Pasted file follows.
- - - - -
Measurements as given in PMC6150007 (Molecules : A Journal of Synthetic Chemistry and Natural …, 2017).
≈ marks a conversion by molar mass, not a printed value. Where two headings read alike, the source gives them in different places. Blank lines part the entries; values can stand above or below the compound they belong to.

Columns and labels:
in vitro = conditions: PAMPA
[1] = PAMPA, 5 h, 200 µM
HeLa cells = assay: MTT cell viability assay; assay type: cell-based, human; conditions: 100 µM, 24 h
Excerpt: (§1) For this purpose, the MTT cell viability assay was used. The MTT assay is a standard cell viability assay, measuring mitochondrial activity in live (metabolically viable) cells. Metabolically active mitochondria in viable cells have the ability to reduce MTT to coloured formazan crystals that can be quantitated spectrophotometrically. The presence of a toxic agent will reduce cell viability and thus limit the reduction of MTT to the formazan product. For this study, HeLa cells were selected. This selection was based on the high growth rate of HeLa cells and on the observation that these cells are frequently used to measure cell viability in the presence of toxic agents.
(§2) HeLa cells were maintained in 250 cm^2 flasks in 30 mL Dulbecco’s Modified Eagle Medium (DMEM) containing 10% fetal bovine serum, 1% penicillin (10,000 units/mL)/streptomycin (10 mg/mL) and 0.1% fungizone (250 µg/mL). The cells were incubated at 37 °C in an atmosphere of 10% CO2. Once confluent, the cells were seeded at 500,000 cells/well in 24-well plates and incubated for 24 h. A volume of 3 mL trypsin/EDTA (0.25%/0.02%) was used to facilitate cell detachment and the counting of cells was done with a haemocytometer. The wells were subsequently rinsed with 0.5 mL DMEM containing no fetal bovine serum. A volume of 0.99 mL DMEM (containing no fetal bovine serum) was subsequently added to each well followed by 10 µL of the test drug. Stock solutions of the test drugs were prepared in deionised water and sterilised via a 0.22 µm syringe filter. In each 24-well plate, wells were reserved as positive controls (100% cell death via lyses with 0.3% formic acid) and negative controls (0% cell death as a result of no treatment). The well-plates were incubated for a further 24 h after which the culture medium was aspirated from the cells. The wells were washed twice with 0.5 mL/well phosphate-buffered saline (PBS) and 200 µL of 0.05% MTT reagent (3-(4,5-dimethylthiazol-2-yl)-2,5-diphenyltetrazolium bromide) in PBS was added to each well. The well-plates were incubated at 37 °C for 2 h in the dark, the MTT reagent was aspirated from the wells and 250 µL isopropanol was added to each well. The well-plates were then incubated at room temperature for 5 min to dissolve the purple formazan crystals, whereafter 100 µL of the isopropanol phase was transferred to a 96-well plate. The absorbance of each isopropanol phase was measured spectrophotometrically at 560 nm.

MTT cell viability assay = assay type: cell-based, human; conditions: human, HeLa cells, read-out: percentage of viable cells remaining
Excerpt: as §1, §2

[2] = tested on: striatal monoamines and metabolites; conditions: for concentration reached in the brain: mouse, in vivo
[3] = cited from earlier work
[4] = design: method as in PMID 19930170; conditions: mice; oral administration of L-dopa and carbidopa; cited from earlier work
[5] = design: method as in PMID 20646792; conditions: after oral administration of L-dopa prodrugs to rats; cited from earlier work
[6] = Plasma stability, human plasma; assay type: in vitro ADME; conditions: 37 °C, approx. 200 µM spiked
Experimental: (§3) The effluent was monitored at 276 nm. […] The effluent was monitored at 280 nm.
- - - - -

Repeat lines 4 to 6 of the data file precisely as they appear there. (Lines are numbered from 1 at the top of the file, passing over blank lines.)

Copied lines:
in vitro = conditions: PAMPA
[1] = PAMPA, 5 h, 200 µM
HeLa cells = assay: MTT cell viability assay; assay type: cell-based, human; conditions: 100 µM, 24 h